Apparently not with professional associations like the American Society for Nutrition, which publishes the Journal of Nutrition, and the Academy of Nutrition and Dietetics (AND)—which are deeply entrenched in corporate money. In the case of AND, an investigation found that the organization “has invested funds in corporations such as Nestlé, PepsiCo and pharmaceutical companies, has discussed internal policies to fit industry needs and has had public positions favouring corporations.”


Despite mounting evidence that corporate money biases study outcomes, far too many academic institutions continue to turn blind eyes to the biasing effects of funding source. It seems many prominent researchers are willing to jeopardize their reputations and those of their institutions in taking corporate money. Reporting on this issue by the Associated Press even dares to name a few names of professors and schools. On the industry side, familiar suspects like Coca-Cola, PepsiCo, the American Egg Board, and The National Confectioners Association play starring roles.


In my own experience in academia, I have witnessed certain professors express blasé acceptance—even naive optimism—about their personal relationships with corporate sponsors. I distinctly remember one researcher arguing that the leadership at PepsiCo really does want to help solve child obesity (minus the part of the solution that requires the company to lose money). In another instance, I heard one of the most prominent figures from my alma mater say there’s no use trying to exclude corporations from the conversation on nutrition policy.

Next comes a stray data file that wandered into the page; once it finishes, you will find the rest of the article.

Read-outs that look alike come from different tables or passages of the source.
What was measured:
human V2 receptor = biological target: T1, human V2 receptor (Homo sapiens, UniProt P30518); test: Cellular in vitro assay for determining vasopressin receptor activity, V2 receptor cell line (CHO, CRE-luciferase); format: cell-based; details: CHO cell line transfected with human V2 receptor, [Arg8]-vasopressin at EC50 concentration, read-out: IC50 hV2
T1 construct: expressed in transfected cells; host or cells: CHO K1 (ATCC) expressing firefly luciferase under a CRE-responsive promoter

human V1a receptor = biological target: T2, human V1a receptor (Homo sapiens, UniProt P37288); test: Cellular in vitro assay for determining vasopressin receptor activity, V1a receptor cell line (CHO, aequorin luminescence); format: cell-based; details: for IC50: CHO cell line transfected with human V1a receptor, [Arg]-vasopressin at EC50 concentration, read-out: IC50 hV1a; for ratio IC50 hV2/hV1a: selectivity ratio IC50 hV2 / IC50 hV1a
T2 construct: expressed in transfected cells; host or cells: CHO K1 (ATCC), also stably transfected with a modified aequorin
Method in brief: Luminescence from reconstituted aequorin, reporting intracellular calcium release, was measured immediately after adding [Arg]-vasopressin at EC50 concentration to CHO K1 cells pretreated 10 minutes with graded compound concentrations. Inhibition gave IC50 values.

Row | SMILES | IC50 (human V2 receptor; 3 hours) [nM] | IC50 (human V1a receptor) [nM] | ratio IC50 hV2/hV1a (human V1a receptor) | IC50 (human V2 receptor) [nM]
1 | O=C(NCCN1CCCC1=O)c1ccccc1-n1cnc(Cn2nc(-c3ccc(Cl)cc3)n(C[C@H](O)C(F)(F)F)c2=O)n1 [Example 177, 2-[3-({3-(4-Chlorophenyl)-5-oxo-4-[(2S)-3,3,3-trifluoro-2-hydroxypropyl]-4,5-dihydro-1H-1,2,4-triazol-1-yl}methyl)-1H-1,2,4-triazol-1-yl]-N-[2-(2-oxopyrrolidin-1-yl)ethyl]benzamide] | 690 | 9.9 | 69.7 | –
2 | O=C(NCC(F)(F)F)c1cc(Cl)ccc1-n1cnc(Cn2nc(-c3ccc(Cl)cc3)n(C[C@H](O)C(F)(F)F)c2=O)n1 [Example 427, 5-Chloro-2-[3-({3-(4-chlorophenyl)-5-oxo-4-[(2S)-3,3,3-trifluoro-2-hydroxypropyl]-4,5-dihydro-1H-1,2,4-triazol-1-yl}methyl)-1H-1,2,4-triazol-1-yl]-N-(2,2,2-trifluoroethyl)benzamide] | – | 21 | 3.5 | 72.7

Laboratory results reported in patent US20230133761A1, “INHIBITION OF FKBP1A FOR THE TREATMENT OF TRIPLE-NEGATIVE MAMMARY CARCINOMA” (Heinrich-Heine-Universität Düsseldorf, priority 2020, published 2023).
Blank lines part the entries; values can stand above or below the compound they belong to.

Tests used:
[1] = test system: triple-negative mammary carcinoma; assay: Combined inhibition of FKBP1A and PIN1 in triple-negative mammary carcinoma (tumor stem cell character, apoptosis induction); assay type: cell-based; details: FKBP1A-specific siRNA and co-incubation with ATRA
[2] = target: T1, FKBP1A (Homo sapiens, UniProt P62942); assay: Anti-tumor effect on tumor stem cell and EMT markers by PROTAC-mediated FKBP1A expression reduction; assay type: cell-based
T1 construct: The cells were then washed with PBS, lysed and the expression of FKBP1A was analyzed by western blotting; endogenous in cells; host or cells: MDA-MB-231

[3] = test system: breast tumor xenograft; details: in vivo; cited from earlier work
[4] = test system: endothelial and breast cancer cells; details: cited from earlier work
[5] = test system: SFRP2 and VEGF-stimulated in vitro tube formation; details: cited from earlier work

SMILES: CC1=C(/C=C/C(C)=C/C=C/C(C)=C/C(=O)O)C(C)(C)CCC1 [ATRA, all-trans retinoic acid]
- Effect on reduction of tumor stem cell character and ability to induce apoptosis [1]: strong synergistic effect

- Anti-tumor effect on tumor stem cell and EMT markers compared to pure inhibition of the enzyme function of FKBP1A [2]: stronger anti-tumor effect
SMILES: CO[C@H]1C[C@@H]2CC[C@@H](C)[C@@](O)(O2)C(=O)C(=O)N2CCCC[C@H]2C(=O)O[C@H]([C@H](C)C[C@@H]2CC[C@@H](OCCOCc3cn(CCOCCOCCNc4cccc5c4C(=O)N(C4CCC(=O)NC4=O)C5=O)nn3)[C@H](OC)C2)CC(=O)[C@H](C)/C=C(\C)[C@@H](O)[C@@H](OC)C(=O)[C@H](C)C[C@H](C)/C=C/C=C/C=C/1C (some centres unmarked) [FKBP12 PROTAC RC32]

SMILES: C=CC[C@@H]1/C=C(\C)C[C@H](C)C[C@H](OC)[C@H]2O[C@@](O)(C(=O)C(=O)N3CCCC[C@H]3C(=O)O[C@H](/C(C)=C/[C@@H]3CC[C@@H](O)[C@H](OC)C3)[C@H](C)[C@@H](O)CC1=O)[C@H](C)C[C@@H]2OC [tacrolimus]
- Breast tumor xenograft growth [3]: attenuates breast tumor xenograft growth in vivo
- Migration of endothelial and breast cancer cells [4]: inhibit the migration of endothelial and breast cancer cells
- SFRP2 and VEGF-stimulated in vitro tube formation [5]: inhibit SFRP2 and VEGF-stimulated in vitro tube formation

I find this tragic, but the federal government may be the biggest disappointment of all. As Nestle describes in Unsavory Truth, Departments of Agriculture actively abet industry-funded research through what’s known as checkoff programs. These are USDA programs meant to facilitate the marketing of and research on commodities like meat and dairy with the aim of boosting demand. Examples of checkoffs include the National Pork Board and the Cattlemen’s Beef Board. In association with other industry partners, these boards put out feelers for research proposals designed to fish for any health benefits of their products. These efforts have been especially important as of late since the World Health Organization formally recognized red and processed meats as carcinogens. Unsurprisingly, beef industry-sponsored research, enabled in part by the USDA, has found no link between meat intake and cancer.